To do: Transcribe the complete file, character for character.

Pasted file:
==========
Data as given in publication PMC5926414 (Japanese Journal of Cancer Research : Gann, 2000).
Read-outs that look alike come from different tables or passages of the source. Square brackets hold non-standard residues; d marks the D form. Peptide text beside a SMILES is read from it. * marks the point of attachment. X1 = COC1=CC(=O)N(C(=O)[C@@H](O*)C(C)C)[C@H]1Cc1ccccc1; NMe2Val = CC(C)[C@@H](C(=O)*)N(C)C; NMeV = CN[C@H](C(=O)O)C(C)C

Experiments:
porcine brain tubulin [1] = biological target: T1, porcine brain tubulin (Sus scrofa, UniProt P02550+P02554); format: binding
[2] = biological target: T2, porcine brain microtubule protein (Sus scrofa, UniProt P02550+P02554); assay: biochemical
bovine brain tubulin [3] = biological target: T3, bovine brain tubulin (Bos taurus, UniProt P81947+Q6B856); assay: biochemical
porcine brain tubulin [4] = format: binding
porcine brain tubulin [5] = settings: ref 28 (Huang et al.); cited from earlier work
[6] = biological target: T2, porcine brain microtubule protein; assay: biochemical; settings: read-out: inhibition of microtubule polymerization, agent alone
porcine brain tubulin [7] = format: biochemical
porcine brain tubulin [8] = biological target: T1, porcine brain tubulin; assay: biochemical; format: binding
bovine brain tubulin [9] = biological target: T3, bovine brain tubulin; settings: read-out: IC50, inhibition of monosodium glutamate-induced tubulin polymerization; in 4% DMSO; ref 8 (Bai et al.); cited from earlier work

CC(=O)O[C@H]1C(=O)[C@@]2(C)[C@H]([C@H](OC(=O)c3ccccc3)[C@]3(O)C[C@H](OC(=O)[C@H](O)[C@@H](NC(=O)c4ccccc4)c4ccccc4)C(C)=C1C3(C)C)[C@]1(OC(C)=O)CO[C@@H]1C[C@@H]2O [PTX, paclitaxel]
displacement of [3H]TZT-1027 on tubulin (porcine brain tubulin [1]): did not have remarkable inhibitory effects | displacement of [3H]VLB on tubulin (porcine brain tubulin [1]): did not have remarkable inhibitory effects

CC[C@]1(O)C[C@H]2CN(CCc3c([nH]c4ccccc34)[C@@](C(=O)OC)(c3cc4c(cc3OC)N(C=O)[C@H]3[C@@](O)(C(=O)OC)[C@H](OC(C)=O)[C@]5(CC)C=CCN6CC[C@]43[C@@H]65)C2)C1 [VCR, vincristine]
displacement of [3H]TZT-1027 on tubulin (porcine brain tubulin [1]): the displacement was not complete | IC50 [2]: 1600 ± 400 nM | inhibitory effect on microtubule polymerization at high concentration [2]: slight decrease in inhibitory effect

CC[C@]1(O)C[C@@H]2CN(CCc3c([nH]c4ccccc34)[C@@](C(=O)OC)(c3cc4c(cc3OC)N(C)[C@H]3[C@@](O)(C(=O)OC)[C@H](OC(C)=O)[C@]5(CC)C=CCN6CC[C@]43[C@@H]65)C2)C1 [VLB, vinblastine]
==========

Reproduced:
Data as given in publication PMC5926414 (Japanese Journal of Cancer Research : Gann, 2000).
Read-outs that look alike come from different tables or passages of the source. Square brackets hold non-standard residues; d marks the D form. Peptide text beside a SMILES is read from it. * marks the point of attachment. X1 = COC1=CC(=O)N(C(=O)[C@@H](O*)C(C)C)[C@H]1Cc1ccccc1; NMe2Val = CC(C)[C@@H](C(=O)*)N(C)C; NMeV = CN[C@H](C(=O)O)C(C)C

Experiments:
porcine brain tubulin [1] = biological target: T1, porcine brain tubulin (Sus scrofa, UniProt P02550+P02554); format: binding
[2] = biological target: T2, porcine brain microtubule protein (Sus scrofa, UniProt P02550+P02554); assay: biochemical
bovine brain tubulin [3] = biological target: T3, bovine brain tubulin (Bos taurus, UniProt P81947+Q6B856); assay: biochemical
porcine brain tubulin [4] = format: binding
porcine brain tubulin [5] = settings: ref 28 (Huang et al.); cited from earlier work
[6] = biological target: T2, porcine brain microtubule protein; assay: biochemical; settings: read-out: inhibition of microtubule polymerization, agent alone
porcine brain tubulin [7] = format: biochemical
porcine brain tubulin [8] = biological target: T1, porcine brain tubulin; assay: biochemical; format: binding
bovine brain tubulin [9] = biological target: T3, bovine brain tubulin; settings: read-out: IC50, inhibition of monosodium glutamate-induced tubulin polymerization; in 4% DMSO; ref 8 (Bai et al.); cited from earlier work

CC(=O)O[C@H]1C(=O)[C@@]2(C)[C@H]([C@H](OC(=O)c3ccccc3)[C@]3(O)C[C@H](OC(=O)[C@H](O)[C@@H](NC(=O)c4ccccc4)c4ccccc4)C(C)=C1C3(C)C)[C@]1(OC(C)=O)CO[C@@H]1C[C@@H]2O [PTX, paclitaxel]
displacement of [3H]TZT-1027 on tubulin (porcine brain tubulin [1]): did not have remarkable inhibitory effects | displacement of [3H]VLB on tubulin (porcine brain tubulin [1]): did not have remarkable inhibitory effects

CC[C@]1(O)C[C@H]2CN(CCc3c([nH]c4ccccc34)[C@@](C(=O)OC)(c3cc4c(cc3OC)N(C=O)[C@H]3[C@@](O)(C(=O)OC)[C@H](OC(C)=O)[C@]5(CC)C=CCN6CC[C@]43[C@@H]65)C2)C1 [VCR, vincristine]
displacement of [3H]TZT-1027 on tubulin (porcine brain tubulin [1]): the displacement was not complete | IC50 [2]: 1600 ± 400 nM | inhibitory effect on microtubule polymerization at high concentration [2]: slight decrease in inhibitory effect

CC[C@]1(O)C[C@@H]2CN(CCc3c([nH]c4ccccc34)[C@@](C(=O)OC)(c3cc4c(cc3OC)N(C)[C@H]3[C@@](O)(C(=O)OC)[C@H](OC(C)=O)[C@]5(CC)C=CCN6CC[C@]43[C@@H]65)C2)C1 [VLB, vinblastine]